The biomaterials science has advanced in a high speed with global science and technology development during the recent decades, which experts predict to be more obvious in the near future with a more significant position for medicine and health care. Although the three traditional subjects, such as medical science, materials science and biology…

  9. Beyond the Cell: Using Multiscalar Topics to Bring Interdisciplinarity into Undergraduate Cellular Biology Courses

    ERIC Educational Resources Information Center

    Weber, Carolyn F.

    2016-01-01

    Western science has grown increasingly reductionistic and, in parallel, the undergraduate life sciences curriculum has become disciplinarily fragmented. While reductionistic approaches have led to landmark discoveries, many of the most exciting scientific advances in the late 20th century have occurred at disciplinary interfaces; work at these…

  10. Using Free Computational Resources to Illustrate the Drug Design Process in an Undergraduate Medicinal Chemistry Course

    ERIC Educational Resources Information Center

    Rodrigues, Ricardo P.; Andrade, Saulo F.; Mantoani, Susimaire P.; Eifler-Lima, Vera L.; Silva, Vinicius B.; Kawano, Daniel F.

    2015-01-01

    Advances in, and dissemination of, computer technologies in the field of drug research now enable the use of molecular modeling tools to teach important concepts of drug design to chemistry and pharmacy students. A series of computer laboratories is described to introduce undergraduate students to commonly adopted "in silico" drug design…

  11. Introducing Programmable Logic to Undergraduate Engineering Students in a Digital Electronics Course

    ERIC Educational Resources Information Center

    Todorovich, E.; Marone, J. A.; Vazquez, M.

    2012-01-01

    Due to significant technological advances and industry requirements, many universities have introduced programmable logic and hardware description languages into undergraduate engineering curricula. This has led to a number of logistical and didactical challenges, in particular for computer science students. In this paper, the integration of some…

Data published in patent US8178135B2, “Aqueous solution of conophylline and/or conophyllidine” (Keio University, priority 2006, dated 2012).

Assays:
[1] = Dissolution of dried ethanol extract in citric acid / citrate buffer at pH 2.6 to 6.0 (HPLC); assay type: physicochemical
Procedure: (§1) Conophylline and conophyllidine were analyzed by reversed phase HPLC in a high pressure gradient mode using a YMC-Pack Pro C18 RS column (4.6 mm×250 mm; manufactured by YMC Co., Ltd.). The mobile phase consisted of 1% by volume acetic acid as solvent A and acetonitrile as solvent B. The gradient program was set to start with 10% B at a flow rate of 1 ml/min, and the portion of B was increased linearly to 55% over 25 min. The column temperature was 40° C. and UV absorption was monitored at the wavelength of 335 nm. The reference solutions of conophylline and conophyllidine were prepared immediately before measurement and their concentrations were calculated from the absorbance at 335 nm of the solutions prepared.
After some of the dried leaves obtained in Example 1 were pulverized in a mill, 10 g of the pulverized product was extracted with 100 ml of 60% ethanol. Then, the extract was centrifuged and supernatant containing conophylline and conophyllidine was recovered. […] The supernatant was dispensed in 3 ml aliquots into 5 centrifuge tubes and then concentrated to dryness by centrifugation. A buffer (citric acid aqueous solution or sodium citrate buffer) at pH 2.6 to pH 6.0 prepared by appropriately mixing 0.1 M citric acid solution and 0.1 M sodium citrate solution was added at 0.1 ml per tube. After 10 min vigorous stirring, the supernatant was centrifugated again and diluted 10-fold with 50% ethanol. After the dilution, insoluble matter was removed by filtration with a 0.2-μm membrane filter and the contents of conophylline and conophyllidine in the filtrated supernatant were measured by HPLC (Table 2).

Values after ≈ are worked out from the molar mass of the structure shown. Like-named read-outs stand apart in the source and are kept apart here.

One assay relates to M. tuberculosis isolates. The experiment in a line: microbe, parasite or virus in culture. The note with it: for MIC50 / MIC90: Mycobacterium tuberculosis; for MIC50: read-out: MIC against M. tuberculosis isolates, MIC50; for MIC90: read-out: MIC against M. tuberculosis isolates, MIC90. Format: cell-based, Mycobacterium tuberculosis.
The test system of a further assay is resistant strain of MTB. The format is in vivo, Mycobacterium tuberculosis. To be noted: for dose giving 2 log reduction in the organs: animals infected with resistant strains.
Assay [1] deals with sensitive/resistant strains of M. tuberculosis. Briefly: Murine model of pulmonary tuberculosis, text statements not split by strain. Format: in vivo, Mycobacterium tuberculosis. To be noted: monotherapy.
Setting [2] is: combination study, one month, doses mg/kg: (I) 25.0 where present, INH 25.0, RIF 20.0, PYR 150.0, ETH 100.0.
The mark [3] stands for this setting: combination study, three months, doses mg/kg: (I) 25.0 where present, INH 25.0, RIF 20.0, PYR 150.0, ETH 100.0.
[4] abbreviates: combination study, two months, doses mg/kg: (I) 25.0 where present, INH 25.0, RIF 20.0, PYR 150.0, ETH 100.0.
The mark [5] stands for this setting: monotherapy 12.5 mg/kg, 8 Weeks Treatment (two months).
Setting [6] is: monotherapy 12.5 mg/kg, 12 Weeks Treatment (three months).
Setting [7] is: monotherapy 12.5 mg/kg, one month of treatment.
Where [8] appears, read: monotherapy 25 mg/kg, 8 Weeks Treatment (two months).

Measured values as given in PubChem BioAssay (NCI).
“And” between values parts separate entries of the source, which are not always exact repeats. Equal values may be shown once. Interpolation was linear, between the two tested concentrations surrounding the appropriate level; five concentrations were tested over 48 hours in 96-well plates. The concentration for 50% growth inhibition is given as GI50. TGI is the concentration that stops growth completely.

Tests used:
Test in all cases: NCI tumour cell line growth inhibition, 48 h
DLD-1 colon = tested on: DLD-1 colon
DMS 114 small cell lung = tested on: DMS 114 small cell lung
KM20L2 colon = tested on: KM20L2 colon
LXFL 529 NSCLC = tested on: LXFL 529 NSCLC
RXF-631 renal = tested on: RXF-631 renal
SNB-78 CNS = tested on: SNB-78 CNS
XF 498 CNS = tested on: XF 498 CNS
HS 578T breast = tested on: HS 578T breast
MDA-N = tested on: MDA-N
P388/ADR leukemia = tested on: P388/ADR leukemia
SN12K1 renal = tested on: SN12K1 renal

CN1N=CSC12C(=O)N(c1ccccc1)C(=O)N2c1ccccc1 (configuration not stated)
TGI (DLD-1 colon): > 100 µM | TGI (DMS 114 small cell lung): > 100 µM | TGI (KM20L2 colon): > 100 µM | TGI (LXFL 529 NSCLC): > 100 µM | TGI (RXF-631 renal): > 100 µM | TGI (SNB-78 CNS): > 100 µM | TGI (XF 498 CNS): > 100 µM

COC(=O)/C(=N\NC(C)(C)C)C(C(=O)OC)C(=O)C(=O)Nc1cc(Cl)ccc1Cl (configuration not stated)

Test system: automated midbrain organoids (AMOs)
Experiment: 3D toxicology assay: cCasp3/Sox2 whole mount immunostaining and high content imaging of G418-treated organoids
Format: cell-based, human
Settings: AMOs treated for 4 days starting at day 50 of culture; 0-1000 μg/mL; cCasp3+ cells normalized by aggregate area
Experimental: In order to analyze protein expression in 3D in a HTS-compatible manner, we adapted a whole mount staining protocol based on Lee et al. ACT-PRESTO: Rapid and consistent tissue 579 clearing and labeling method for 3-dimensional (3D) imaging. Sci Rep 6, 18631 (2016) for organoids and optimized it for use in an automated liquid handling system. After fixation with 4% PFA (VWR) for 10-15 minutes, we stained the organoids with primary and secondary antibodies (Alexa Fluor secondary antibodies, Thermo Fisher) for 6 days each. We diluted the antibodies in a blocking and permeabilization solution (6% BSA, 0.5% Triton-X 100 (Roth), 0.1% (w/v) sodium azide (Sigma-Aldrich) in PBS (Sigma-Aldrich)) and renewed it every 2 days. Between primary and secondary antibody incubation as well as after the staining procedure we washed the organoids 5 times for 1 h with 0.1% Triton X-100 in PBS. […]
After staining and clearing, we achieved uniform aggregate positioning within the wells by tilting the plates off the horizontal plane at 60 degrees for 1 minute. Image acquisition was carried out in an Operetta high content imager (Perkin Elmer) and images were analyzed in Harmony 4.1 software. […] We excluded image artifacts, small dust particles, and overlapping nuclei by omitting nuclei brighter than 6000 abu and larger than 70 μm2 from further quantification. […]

12. Use of a blog in an undergraduate nursing leadership course.

    PubMed

    Reed, Shelly J; Edmunds, Debra

    2015-11-01

    In this study, the use of a blog in a senior leadership clinical nursing course was analyzed qualitatively through two means; focus group interviews of those using the blog, and analysis of blog content. Initial feelings expressed by students were annoyance and intimidation concerning the blogging assignment. These feelings quickly dissipated, with students verbalizing many positive aspects related to the blog, including having a place to reflect, feeling connected as a group, valuing feedback provided by their peers, and learning from theirs and others' experiences. The mechanics of having to synthesize their thoughts in written form, in a shared venue was also identified by students to be helpful for their learning. Blog posts were primarily related to student experiences, with students identifying a "lesson learned" in most posts. Student comments were geared to providing support of fellow students, through words of encouragement or through sharing similar experiences. Instructors felt the blog, in addition to helping students to synthesize their thoughts, helped to monitor how students were learning and progressing throughout the semester, and helped them to transition from nursing student to practicing professional. The researchers concluded that blogging in a senior leadership clinical nursing course promotes reflection is an effective way to enhance student learning.

  13. Effectiveness of inquiry-based learning in an undergraduate exercise physiology course.

    PubMed

    Nybo, Lars; May, Michael

    2015-06-01

    The present study was conducted to investigate the effects of changing a laboratory physiology course for undergraduate students from a traditional step-by-step guided structure to an inquiry-based approach. With this aim in mind, quantitative and qualitative evaluations of learning outcomes (individual subject-specific tests and group interviews) were performed for a laboratory course in cardiorespiratory exercise physiology that was conducted in one year with a traditional step-by-step guided manual (traditional course) and the next year completed with an inquiry-based structure (I-based course). The I-based course was a guided inquiry course where students had to design the experimental protocol and conduct their own study on the basis of certain predefined criteria (i.e., they should evaluate respiratory responses to submaximal and maximal exercise and provide indirect and direct measures of aerobic exercise capacity). The results indicated that the overall time spent on the experimental course as well as self-evaluated learning outcomes were similar across groups. However, students in the I-based course used more time in preparation (102 ± 5 min) than students in the traditional course (42 ± 3 min, P < 0.05), and 65 ± 5% students in the I-based course searched for additional literature before experimentation compared with only 2 ± 1% students in the traditional course. Furthermore, students in the I-based course achieved a higher (P < 0.05) average score on the quantitative test (45 ± 3%) compared with students in the traditional course (31 ± 4%). Although students were unfamiliar with cardiorespiratory exercise physiology and the experimental methods before the course, it appears that an inquiry-based approach rather than one that provides students with step-by-step instructions may benefit learning outcomes in a laboratory physiology course.